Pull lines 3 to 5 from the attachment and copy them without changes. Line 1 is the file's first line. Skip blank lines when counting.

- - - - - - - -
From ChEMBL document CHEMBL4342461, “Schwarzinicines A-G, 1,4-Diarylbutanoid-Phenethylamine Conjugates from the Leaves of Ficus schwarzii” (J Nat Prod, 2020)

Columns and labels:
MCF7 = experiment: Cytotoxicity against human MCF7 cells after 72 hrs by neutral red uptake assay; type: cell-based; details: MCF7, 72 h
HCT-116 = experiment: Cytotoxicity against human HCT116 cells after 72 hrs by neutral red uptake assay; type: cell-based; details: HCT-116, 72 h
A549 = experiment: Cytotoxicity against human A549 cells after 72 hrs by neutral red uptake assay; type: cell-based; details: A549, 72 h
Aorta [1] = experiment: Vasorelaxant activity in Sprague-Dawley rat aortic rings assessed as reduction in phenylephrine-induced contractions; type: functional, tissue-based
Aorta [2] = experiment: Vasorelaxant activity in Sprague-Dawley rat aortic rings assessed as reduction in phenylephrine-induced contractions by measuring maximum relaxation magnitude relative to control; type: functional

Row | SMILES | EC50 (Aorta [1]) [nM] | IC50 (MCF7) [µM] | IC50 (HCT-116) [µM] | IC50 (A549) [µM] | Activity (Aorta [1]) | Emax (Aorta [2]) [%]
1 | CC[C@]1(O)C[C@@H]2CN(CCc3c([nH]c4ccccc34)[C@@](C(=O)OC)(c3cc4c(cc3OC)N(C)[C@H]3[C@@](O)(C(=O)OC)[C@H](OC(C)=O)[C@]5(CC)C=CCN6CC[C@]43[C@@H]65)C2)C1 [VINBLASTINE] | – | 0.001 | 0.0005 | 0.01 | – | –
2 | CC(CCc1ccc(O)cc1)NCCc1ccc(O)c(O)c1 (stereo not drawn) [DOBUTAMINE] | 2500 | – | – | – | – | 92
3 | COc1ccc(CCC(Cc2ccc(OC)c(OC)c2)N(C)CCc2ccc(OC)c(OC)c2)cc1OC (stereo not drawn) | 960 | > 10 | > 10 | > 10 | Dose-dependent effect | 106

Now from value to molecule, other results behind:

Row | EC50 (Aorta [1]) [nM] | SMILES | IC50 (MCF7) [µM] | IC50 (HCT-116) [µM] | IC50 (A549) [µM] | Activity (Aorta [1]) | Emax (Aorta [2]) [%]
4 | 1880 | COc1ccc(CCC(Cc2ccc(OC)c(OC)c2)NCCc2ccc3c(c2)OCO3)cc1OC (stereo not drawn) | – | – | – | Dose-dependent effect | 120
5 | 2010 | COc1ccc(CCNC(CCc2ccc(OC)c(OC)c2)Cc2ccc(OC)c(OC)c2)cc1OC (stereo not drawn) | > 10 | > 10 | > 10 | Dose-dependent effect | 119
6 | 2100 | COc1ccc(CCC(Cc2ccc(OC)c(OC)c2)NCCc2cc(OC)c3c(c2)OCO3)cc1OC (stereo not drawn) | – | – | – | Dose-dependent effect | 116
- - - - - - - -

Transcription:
MCF7 = experiment: Cytotoxicity against human MCF7 cells after 72 hrs by neutral red uptake assay; type: cell-based; details: MCF7, 72 h
HCT-116 = experiment: Cytotoxicity against human HCT116 cells after 72 hrs by neutral red uptake assay; type: cell-based; details: HCT-116, 72 h
A549 = experiment: Cytotoxicity against human A549 cells after 72 hrs by neutral red uptake assay; type: cell-based; details: A549, 72 h